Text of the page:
To all the rom-coms I've loved before: Your leading men are trash

All your fave film crushes are problematic, so In the words of Roxane Gay, "let's raise the bar for men."

All your fave film crushes are problematic, so in the words of Roxane Gay, 'let's raise the bar for men'

You wish, bud. (Touchstone Pictures)

Earlier this week, I had the immense pleasure of interviewing writer, cultural commentator and badass feminist Roxane Gay live on stage at the TIFF Bell Lightbox. The event was tied to a screening of her favourite film, Pretty Woman.

Watching the 1990 rom-com, the audience audibly groaned at Vivian's (Julia Roberts) terrible math skills and cheered when she got her revenge on the shop-girl snobs of Rodeo Drive. We laughed at every comical facial expression provided by the staff and patrons of the Regent Beverly Wilshire Hotel.

After the screening, Roxane and I talked about the romantic comedy as a genre, and why Pretty Woman endures 30 years after its release.

She dropped numerous gems, and I encourage you to check out the full video of our discussion. 

Watch it below.

But in the days since our talk, I've mostly been thinking about what she had to say about male love interests in the movies.

I asked Roxane to imagine a role reversal in Pretty Woman. If Edward (Richard Gere) needed a makeover to deserve Vivian's love, what would that entail?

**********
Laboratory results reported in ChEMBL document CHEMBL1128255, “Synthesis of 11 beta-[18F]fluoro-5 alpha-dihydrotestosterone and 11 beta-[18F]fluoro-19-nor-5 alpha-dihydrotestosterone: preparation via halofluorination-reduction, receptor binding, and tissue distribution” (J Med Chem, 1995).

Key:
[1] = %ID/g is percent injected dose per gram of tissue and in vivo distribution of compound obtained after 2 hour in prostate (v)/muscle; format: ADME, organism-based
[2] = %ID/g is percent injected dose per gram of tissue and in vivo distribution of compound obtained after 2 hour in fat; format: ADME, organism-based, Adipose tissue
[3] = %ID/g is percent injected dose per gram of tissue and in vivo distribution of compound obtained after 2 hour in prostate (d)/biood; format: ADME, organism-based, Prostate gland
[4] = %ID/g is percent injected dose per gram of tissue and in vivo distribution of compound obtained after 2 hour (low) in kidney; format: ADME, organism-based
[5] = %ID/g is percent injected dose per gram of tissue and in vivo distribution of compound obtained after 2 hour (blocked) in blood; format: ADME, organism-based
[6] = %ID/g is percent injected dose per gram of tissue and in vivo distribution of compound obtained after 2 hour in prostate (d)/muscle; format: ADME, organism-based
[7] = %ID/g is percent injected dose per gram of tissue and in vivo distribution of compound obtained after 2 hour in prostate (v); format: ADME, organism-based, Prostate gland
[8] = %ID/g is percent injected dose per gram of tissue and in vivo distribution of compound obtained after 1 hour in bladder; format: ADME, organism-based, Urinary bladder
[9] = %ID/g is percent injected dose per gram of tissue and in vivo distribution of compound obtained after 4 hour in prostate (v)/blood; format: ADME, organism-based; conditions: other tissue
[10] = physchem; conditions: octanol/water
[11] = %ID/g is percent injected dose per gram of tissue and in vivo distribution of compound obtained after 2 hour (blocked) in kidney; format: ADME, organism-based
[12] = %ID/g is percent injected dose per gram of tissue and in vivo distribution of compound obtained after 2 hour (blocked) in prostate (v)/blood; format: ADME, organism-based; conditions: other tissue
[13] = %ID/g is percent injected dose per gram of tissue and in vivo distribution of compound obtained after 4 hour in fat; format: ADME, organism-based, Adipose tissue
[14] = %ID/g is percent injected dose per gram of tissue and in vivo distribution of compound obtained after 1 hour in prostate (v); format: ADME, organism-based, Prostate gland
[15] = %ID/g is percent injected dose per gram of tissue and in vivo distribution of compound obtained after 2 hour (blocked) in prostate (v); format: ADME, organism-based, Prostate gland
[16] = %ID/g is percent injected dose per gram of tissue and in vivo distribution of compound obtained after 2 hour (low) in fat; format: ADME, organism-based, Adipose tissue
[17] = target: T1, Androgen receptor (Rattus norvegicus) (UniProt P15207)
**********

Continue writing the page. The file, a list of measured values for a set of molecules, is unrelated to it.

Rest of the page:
Aside from better suits and better timing (don't ask Vivian for a blowjob when she's watching I Love Lucy!), Roxane noted that, overall, Edward is the least interesting part of the movie.

"So bland. Like when you look at it, it's like, 'Girl, I know why he's attracted to you, but why are you attracted to him? All he does is talk on his phone and say condescending things.'"

She went on to wish for a version of Edward that had more character development. "There are so many questions that deserve to have answers that are never answered because the premise is, 'Oh, he's a billionaire and he sort of doesn't treat you poorly.' Let's raise the bar for men."

That challenge led me down a rabbit hole.

I began thinking about the leading men in some of my favourite romantic comedies, and came to the painful conclusion that very few deserve a Happily Ever After.